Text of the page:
Slope Blog

How to Turn Your Customers into Influencers

[fa icon="calendar"] 9/10/18 8:48 AM / by Hassaan Bey

In the old days of influence marketing, you watch a YouTube celebrity eat a stink bug on a dare, then open up a can of Coke’s new flavor. After going “mmm,” he would talk about its refreshing taste and other key points as if reading from a script. The YouTuber could then expect a sizable portion of his 250,000 followers to go out and buy Coke’s new flavor and receive money for endorsing it.




This influencer marketing strategy is still effective, but it no longer enjoys the same returns it once had. Actors and Instagram stars feel less and less genuine with each sponsorship they receive; movies saturated with 55 different brands are less effective them those that focus on one (Ray-ban Wayfarer’s in Risky Business, for example).

Influence marketing is still one of the most effective ways to grow your brand. To get high returns, however, you should focus more on influencers that are genuine, trustworthy, and knowledgeable about their products: your customers.

Why customers are great influencers

Customers buy a product or service because they have a need that they want to be fulfilled or a problem that needs resolving. In a sense, customers and companies have a symbiotic relationship with one another. Why not use this supportive bond to build a bigger audience?

They know your product

You don’t have to sell your product to someone who has already purchased it. These customers know what it is, how it works, and how it’s improved their lives. Great potential influencers have bought into your brand, are power users, and have expanded their account or have continued to purchase different products you sell.

They’re walking testimonials

Word of mouth is the oldest and one of the most effective marketing tools you have at your disposal. Positive reviews about products are great—and when they are from people you know, they’re even better. Unlike celebrities, financial gain isn’t the only motivation for leaving a positive review (although offering discounts for successful referrals don’t hurt).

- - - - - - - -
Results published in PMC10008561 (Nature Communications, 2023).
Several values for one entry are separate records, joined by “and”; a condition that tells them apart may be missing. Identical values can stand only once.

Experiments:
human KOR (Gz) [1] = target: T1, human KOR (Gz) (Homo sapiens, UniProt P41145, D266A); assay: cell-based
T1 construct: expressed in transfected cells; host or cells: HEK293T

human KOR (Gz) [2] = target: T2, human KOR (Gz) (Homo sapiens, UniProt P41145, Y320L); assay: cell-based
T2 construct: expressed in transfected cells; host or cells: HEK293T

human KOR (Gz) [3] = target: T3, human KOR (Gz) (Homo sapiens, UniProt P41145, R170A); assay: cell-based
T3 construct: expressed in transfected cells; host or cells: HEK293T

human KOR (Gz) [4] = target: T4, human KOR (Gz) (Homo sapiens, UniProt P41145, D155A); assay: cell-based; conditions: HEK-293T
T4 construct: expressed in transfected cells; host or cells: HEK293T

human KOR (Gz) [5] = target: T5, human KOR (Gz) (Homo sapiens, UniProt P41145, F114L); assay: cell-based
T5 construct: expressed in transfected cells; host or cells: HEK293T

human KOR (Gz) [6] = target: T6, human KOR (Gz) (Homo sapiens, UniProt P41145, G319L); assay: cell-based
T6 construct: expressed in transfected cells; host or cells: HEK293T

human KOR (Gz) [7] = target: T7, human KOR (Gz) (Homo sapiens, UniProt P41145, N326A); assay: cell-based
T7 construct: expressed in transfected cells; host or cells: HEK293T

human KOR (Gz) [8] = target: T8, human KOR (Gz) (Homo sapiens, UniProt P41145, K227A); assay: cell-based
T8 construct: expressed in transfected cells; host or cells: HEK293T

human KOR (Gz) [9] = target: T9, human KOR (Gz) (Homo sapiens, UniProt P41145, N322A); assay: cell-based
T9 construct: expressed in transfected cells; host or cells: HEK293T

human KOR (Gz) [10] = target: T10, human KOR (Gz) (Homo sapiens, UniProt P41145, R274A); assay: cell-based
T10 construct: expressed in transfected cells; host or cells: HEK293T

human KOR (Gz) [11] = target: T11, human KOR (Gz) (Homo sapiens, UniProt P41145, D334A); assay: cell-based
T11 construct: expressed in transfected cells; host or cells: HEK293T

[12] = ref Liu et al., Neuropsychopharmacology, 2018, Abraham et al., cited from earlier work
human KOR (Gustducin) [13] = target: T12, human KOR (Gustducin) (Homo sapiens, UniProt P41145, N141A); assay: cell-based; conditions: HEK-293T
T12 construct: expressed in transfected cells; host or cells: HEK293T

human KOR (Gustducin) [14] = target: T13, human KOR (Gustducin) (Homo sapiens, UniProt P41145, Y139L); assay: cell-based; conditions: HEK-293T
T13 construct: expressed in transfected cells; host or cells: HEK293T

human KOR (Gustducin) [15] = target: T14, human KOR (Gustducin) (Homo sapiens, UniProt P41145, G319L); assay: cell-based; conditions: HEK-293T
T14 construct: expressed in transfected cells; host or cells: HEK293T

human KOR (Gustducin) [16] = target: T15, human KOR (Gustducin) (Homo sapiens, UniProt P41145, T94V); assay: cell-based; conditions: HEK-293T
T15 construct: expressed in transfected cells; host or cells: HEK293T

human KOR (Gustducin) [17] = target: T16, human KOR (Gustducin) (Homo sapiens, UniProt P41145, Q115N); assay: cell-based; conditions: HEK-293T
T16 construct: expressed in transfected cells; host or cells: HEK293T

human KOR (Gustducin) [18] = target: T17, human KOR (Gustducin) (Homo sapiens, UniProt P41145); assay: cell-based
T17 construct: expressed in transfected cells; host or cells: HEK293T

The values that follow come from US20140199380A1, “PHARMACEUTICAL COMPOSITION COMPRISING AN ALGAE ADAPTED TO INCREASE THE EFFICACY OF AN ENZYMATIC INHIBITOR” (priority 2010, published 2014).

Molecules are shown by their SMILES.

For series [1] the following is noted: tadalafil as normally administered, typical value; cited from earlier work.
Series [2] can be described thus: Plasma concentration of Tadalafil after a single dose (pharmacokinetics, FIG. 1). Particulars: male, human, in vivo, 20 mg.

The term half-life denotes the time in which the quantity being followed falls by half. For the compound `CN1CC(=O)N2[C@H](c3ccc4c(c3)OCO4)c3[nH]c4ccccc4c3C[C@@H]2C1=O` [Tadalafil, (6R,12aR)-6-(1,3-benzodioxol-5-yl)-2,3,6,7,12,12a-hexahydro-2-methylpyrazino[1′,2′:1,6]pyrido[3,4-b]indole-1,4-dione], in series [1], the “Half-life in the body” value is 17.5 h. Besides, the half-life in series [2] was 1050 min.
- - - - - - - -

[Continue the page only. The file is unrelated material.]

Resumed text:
They can go places you can’t

Marketers have thousands of channels at their disposal, but it’s highly unlikely that they’re at your family get-togethers, your friends’ parties, or conference rooms. There’s a whole world out there that pre-dates the internet, your TV, and magazines. When your customer is eager to talk about your product to other people, they are building a bridge for potential new leads to find you.

They can offer helpful advice

When you’re solving a real problem, it’s likely that a) people encounter that problem in different ways, and b) a current customer may see the problem in the same light as a potential customer. Making a connection gives your prospect an opportunity to learn first hand how someone in their shoes are using your product to solve what’s in their mind an identical pain point.

Identify your potential influencers

Before starting an influencer marketing campaign, you need to determine who your best customers are. Identify which of your customers best fit the mold of your buyer personas (if you see a trend among your best customers that don’t align with your target persona, maybe you should be adjusting your persona). Repeat customers are great, but they also have to have influencing power. They have to have clout—preferably online—and regularly interact with other people in their niche. People with a lot of followers on social media that engage with them through comments, shares, and likes are a great example. Owners of high-traffic blogs are another.